Choosing a Room for Your Home Theater - dummies

Choosing a Room for Your Home Theater

As you build your home theater, all roads lead back to making viewers feel as if they are really in the scene they’re watching. Where you place your system plays a big part in creating this illusion of participation. Here’s a list of factors to consider about when determining the right place for your home theater — and there are definitely wrong places to put your home theater:

  • Lighting. The amount of ambient light in a room, day or night, can substantially affect the home-theater experience. A nice, dark room actually helps make the room itself disappear when you’re watching a film, enabling that suspension of disbelief which makes movie watching so magical. Think about how lights from other rooms or street lighting might affect the experience.
  • Dimensions. You tend to get more awkward sound patterns in perfectly square rooms. The best place to put the centerpiece of your system — the TV display — is along the short wall of a rectangular room, preferably a wall without windows or doors on it. Fully enclosed rooms are best for sound. If you don’t have a fully enclosed room, though, you can pull heavy curtains across the open wall when you’re watching films in your home theater.
  • Sound. Although people typically place a couch up against a wall in their home, with a home theater, you want enough space behind you so that the sound can truly surround you. So the ideal position for your home-theater seating is more central to the room.
  • Picture. Sit close enough to your display to maximize the perceived size of the picture, but not so close that you see a somewhat grainy picture (that’s caused by the lines on the TV set). The bigger your display, the farther back you need to be to not see the lines. Also, think about angle of viewing — all displays have a preferred angle of viewing.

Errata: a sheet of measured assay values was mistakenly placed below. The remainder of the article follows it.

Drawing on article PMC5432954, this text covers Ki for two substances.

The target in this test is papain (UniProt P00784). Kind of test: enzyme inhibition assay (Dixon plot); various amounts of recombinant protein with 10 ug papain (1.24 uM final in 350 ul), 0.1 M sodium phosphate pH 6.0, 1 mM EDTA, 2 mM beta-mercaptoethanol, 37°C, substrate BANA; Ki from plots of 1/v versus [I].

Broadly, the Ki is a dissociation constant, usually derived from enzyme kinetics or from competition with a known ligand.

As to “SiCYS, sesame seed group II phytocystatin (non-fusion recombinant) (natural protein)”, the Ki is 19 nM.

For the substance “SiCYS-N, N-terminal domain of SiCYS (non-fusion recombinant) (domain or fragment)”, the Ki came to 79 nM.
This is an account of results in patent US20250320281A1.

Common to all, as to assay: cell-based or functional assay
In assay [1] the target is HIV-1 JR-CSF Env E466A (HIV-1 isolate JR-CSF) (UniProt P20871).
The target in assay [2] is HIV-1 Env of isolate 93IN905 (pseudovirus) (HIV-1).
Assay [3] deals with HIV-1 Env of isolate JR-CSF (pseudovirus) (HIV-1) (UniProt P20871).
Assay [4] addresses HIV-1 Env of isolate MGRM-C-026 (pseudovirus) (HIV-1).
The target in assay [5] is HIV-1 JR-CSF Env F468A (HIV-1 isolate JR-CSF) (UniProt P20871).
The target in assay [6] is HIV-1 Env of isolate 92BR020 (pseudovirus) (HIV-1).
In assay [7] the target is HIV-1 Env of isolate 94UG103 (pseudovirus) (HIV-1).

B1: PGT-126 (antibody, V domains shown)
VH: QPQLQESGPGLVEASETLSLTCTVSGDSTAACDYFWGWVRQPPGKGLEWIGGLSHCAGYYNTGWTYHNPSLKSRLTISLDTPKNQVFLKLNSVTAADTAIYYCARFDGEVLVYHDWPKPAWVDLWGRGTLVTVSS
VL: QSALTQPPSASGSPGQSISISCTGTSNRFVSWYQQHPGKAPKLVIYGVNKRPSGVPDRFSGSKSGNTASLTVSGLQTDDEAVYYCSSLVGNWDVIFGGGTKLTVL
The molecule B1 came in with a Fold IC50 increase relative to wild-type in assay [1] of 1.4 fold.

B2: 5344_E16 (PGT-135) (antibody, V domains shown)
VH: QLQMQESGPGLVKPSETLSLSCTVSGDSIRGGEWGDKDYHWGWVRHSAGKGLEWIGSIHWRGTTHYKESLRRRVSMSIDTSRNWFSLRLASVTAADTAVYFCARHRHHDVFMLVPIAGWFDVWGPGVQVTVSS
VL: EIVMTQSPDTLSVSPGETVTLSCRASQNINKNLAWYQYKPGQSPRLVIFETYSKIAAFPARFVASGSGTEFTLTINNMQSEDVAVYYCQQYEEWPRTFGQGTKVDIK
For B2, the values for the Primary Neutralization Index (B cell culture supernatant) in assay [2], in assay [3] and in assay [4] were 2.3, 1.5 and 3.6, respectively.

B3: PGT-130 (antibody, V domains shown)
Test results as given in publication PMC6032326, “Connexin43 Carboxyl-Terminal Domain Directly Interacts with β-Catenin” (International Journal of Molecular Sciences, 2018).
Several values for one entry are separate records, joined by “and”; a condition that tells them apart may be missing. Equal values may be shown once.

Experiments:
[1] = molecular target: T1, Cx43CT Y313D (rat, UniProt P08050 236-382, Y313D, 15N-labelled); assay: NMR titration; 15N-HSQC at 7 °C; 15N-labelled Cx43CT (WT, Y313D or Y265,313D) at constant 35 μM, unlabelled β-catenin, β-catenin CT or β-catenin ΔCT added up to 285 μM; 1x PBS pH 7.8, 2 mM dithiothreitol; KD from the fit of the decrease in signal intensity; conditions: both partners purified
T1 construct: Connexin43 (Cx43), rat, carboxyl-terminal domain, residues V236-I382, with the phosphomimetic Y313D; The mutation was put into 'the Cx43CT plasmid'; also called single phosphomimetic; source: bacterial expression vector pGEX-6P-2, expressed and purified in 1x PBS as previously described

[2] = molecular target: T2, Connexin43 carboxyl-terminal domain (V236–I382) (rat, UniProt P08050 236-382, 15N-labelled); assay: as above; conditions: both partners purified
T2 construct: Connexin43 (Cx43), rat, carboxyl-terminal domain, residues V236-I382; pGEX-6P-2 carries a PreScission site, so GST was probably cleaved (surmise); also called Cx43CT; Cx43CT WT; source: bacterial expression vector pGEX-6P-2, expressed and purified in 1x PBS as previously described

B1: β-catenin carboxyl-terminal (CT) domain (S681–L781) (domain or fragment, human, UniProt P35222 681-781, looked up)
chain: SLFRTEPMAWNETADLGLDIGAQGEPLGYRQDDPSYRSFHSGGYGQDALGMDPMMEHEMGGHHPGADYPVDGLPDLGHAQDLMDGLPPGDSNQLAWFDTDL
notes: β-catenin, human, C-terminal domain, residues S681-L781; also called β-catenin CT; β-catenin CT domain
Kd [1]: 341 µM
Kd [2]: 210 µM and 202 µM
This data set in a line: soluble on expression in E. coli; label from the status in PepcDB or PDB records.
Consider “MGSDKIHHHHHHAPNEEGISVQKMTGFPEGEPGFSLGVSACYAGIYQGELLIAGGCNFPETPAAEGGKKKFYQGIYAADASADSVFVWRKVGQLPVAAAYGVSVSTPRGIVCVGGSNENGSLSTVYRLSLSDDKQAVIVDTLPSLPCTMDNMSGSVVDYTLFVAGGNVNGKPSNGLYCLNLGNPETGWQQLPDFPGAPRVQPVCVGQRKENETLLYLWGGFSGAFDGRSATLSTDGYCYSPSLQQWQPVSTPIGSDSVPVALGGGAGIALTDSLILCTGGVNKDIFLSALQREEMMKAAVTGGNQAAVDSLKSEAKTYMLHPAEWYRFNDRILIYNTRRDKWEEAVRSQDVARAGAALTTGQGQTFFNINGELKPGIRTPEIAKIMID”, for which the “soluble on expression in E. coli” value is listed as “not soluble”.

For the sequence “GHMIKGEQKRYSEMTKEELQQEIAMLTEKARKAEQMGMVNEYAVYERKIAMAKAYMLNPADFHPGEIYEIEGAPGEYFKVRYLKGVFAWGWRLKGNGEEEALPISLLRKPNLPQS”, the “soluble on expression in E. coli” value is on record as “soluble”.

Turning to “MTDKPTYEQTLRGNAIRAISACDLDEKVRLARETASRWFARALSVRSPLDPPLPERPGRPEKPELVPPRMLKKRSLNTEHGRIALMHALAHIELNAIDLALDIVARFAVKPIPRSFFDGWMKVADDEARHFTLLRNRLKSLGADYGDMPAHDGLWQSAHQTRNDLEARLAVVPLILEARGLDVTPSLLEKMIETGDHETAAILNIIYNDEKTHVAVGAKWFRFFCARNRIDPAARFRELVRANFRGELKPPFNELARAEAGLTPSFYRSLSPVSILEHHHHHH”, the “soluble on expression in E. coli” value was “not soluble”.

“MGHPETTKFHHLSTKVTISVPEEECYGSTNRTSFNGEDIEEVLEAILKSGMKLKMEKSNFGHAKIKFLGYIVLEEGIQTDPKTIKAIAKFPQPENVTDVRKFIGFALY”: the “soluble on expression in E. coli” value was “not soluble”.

• Walls. A rather muted color or wall covering — book cases are ideal — absorbs stray light. A dark gray or black room absorbs light best, or one with heavy, colored drapes. (Now you know why you see all those drapes and carpeted walls in theaters!) The last thing you want is a brightly colored high-gloss paint that reflects light, creating light ghosts to the sides of the screen. Think also about removing or covering mirrors and picture frames; they can also create light ghosts.
    Take note of your front and rear wall surfaces because, in general, you want to control the way your sound reflects off these surfaces. Typically, you want the back wall to be a little reflective to help build a more general sound field behind your seating area.
  • Floors. Yup, the floors, too. Bare tile or wood causes acoustical reflections that mess up your sound field. Carpeting or a good rug can absorb stray sounds that can affect the crispness of your signal.
  • Stray noise. Listen closely to your room for regular interfering sounds, such as a clock ticking or a fish tank pump. Consider moving these devices if you can. And if the sound is coming from a different room, such as from the washer and dryer in the laundry room, consider putting up some cheap absorptive wall coverings to muffle it.